Take for example the thousands of trucks expected to transport goods: Who will produce these trucks? How will business be allocated? Who will own the trucks? How will the money from the truck owners flow to the rest of the economy? What if all the truckers belong to a single region? or two institutions? or three families? or four Chief Ministers?
The longer-term success of CPEC will require employment, profits, business deals and government revenue. According to Dr. Shaikh the most touted period of high income growth in Pakistan in the 1960s was accompanied by income disparities with grave consequences both for the government and the country.
The loans taken for CPEC projects will have to be repaid; principal and interest. The interest rate charged by China varies by the type of project. For some loans specific to Gwadar Port and city, the rate is zero. For many infrastructure loans, the rate is between 1.4 and 2.4 %. For power projects on more commercial terms the rates are 5 to 6 %. Assuming that US$100 billion have to be returned as principal and interest over the next 20 years, an allocation of about US$4 to 5 billion per year would be required. These borrowings will add to the external debt of Pakistan and potentially weigh heavily on the macro economy.
An isolated Pakistan economy with chronic underperformance of exports will not attract FDI. Thus it is critical that the project design, procurement and execution are first rate and combined with prudent government debt management to allow repayment of these loans.
Dr. Shaikh agrees that not everyone is thrilled with CPEC. A little more than a year ago the newly appointed Head of The Institute of Business Administration (IBA) called it a "figment of imagination". Some countries would like to subvert CPEC for their national, regional or global aspirations. Domestic opponents are motivated by politics, ideology, grievances or money. Some citizens have fair concerns on the cost of loans, on equitable sharing of benefits or excessive reliance on a single country.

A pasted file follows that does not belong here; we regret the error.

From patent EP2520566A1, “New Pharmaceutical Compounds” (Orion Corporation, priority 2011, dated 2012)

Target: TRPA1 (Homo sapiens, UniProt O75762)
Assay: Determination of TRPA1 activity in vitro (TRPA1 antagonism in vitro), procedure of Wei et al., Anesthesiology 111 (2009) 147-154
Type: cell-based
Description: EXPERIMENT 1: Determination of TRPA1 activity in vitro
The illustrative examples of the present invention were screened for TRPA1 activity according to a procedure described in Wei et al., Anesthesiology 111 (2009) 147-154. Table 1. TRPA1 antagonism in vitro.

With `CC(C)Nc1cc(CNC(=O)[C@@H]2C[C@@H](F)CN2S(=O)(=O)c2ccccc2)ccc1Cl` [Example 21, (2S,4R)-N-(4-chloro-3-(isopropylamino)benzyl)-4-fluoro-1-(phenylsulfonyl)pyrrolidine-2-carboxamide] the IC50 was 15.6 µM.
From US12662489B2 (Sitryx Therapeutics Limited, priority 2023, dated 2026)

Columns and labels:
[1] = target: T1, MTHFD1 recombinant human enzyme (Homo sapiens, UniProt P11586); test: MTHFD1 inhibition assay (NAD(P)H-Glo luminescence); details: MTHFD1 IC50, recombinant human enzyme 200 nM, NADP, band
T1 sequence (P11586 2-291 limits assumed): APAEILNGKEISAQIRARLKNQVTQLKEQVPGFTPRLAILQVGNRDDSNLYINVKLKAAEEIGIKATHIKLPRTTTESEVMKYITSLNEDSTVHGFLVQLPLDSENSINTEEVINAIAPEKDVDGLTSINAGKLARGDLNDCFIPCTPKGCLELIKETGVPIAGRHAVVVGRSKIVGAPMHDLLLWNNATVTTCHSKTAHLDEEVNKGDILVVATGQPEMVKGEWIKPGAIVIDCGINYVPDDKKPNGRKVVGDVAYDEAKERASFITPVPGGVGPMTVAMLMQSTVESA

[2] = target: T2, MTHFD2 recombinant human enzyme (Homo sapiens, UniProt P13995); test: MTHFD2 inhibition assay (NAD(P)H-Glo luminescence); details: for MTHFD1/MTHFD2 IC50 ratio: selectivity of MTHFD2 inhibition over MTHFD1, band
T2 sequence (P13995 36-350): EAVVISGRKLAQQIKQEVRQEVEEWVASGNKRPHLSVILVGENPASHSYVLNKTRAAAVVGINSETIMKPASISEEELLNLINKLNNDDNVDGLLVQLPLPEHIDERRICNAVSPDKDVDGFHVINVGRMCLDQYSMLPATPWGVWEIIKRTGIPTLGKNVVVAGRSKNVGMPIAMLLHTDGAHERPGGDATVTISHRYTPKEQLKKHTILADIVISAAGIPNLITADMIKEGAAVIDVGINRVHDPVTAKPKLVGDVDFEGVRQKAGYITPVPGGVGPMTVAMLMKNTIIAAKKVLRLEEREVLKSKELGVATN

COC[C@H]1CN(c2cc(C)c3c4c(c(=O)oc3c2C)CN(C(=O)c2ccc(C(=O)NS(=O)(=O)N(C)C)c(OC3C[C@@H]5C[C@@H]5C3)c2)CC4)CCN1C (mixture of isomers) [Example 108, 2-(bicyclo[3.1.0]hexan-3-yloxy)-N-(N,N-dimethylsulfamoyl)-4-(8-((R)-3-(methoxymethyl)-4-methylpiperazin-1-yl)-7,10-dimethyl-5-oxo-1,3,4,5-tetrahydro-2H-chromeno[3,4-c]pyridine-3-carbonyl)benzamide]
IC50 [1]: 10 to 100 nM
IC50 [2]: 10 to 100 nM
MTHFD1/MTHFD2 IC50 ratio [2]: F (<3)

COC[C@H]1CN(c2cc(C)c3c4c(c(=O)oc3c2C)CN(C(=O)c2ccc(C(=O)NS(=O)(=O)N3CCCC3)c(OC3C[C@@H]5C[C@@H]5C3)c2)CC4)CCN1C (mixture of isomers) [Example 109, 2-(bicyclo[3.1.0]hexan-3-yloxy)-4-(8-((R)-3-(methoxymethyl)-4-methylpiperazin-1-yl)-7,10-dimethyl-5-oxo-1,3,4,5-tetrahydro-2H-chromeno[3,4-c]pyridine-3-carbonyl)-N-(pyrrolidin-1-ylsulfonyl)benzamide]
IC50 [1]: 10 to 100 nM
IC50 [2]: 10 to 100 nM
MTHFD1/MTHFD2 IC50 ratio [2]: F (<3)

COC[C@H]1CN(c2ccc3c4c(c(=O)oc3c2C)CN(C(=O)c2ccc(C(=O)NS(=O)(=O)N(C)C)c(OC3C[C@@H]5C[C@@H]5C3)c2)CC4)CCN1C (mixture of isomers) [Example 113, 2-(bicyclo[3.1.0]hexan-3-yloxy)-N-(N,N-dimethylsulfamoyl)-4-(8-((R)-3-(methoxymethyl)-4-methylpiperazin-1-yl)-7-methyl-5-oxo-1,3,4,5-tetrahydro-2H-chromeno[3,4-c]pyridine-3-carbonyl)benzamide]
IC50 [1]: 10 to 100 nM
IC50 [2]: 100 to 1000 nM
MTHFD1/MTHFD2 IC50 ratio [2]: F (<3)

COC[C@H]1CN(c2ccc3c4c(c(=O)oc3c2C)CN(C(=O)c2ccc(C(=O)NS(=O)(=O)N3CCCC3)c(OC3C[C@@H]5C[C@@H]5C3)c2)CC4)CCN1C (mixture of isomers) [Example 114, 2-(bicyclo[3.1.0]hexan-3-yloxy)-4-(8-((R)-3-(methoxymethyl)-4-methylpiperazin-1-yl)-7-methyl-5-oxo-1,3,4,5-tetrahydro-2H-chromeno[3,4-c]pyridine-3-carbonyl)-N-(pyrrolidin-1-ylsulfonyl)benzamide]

Pakistan is a country of jalsas and dharnas, of opinions freely expressed in papers and on TV. There is room for misunderstanding to be created between China and Pakistan. Chinese concerns are related to security. High quality dialogue and consultation, awareness of local constrains and opponent’s tactics, and pre-emptive steps and safeguards are required for preservation and enhancement of the harmonious Sino-Pak relationship.
In spite of China’s phenomenal performance, says Dr. Shaikh, our proximity to it and the enormous goodwill and the obvious desire of the Chinese leadership, we have not fully benefitted from the rise of China. We should not just be looking for capital from China but also learning from its experience, and those of the other achievers.
There are 13 countries that have experienced growth rates of over seven per cent for 25 years in the post-War period. What lessons can we draw from these success stories?
Five common features – points of resemblance – stand out. These countries have fully exploited the world economy; maintained macroeconomic stability; mustered high rates of savings and investment; let markets allocate resources; and had committed and capable governments.
CPEC benefits can be exaggerated by the partisans and dismissed by the skeptics. Will CPEC be a transaction or a platform for transformation, Dr Abdul Hafeez Shaikh asks. The choice will be ours, and ours alone.
(This is the second and concluding part of extracts taken from Dr. Abdul Hafeez Shaikh's talk at a panel discussion over dinner at the Schatzalp Restaurant on Tuesday Jan 21, 2020 at Davos. The writer is a defense and security analyst).